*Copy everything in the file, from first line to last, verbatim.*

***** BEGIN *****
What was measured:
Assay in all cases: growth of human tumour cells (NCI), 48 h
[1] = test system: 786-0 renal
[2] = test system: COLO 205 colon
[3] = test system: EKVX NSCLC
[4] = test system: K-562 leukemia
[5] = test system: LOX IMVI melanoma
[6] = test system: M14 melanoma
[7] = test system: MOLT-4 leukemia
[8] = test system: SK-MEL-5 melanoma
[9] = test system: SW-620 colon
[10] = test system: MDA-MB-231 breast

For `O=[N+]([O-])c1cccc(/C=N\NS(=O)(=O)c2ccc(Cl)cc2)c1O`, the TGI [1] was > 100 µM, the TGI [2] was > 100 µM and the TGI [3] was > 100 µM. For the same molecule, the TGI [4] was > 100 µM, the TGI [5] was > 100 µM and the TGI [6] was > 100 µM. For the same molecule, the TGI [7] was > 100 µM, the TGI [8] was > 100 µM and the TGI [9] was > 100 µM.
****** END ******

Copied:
What was measured:
Assay in all cases: growth of human tumour cells (NCI), 48 h
[1] = test system: 786-0 renal
[2] = test system: COLO 205 colon
[3] = test system: EKVX NSCLC
[4] = test system: K-562 leukemia
[5] = test system: LOX IMVI melanoma
[6] = test system: M14 melanoma
[7] = test system: MOLT-4 leukemia
[8] = test system: SK-MEL-5 melanoma
[9] = test system: SW-620 colon
[10] = test system: MDA-MB-231 breast

For `O=[N+]([O-])c1cccc(/C=N\NS(=O)(=O)c2ccc(Cl)cc2)c1O`, the TGI [1] was > 100 µM, the TGI [2] was > 100 µM and the TGI [3] was > 100 µM. For the same molecule, the TGI [4] was > 100 µM, the TGI [5] was > 100 µM and the TGI [6] was > 100 µM. For the same molecule, the TGI [7] was > 100 µM, the TGI [8] was > 100 µM and the TGI [9] was > 100 µM.